Adobe PageMaker  » Software  »
3.0
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  • And I think majority of the class had a hard time using the program at first
  • I noticed that whenever I place pictures (I click on File then click on Place Object), the moment I finished dragging the cursor, the picture placed on the newsletter is blurred
  • But my classmates and I were able to work out this irritating problem by just copying any picture from the web (or any picture pasted on a word document) and we’ll just paste it on our Adobe PageMaker file
  • Another feature I like about Adobe PageMaker is that you could export your document as a PDF file then convert it as a JPEG file from there

    • by rycemix
      TRUSTWORTHY

      all reviews
      If it weren’t for our Desktop Publishing class, I wouldn’t have known the Adobe PageMaker program. Since our Desktop Publishing class is all about producing newsletters, flyers, print advertisements, our professor has decided that it would be the main program we would be using for the whole semester.

      When I first opened the program in our computer laboratory, I was puzzled because Adobe PageMaker’s interface looked too old and classic. I guess I was too used to Adobe Photoshop’s modern interface. And I think majority of the class had a hard time using the program at first.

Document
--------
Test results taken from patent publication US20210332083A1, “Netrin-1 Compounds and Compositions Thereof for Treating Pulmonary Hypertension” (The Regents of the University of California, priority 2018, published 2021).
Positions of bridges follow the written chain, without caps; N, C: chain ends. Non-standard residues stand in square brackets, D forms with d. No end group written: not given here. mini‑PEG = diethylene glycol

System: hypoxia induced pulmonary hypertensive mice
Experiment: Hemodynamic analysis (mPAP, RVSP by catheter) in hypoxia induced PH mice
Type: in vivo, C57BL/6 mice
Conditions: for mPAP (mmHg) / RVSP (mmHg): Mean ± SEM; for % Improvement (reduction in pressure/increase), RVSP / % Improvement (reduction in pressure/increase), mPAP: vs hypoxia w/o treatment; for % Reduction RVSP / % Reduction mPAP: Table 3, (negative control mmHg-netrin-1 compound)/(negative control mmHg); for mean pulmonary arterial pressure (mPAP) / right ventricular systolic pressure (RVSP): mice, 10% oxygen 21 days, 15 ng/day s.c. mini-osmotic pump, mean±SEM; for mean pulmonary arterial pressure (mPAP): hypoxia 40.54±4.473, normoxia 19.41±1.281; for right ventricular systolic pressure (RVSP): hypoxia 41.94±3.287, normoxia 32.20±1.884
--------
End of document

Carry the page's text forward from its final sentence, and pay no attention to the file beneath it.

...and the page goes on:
Although I don’t really like its interface, I do like the fact that


      it’s very easy to do layouts using this program. With the number of sample newsletter projects I’ve done for our Desktop Publishing class, I must say that I really found it easy to move the texts around. Guide marks make it easy to form columns for newsletters.

      However, I find it really annoying whenever I want to place pictures in my newsletters. I noticed that whenever I place pictures (I click on File then click on Place Object), the moment I finished dragging the cursor, the picture placed on the newsletter is blurred. I can barely make out an image. But my classmates and I were able to work ...


      • out this irritating problem by just copying any picture from the web (or any picture pasted on a word document) and we’ll just paste it on our Adobe PageMaker file. And surprisingly, the pictures are clearer.

        Another feature I like about Adobe PageMaker is that you could export your document as a PDF file then convert it as a JPEG file from there. This was very useful to me when I was done with my newsletter (which was our final project for our Desktop Publishing class). There wasn’t any computer shop near the school which has Adobe PageMaker installed. And I got really frustrated because I have no idea

        how I would be able to print my newsletter out if there’s no Adobe PageMaker program to open the file with. What I did next was I went home and converted my file into a PDF file, then convert it to a JPEG file. It was pretty easy for me to print it afterwards on photo paper.

        But I do think Adobe PageMaker is more tedious to work with compared to Adobe Photoshop. And if I had to choose between the two regarding layouts, I’d rather choose Adobe Photoshop than Adobe Pagemaker. I think Adobe Pagemaker is a good choice for making simple newsletters and other related printed materials.




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    The review was published as it's written by reviewer in April, 2010. The reviewer certified that no compensation was received from the reviewed item producer, trademark owner or any other institution, related with the item reviewed. The site is not responsible for the mistakes made. 3028041074681230/k2311a0428/4.28.10
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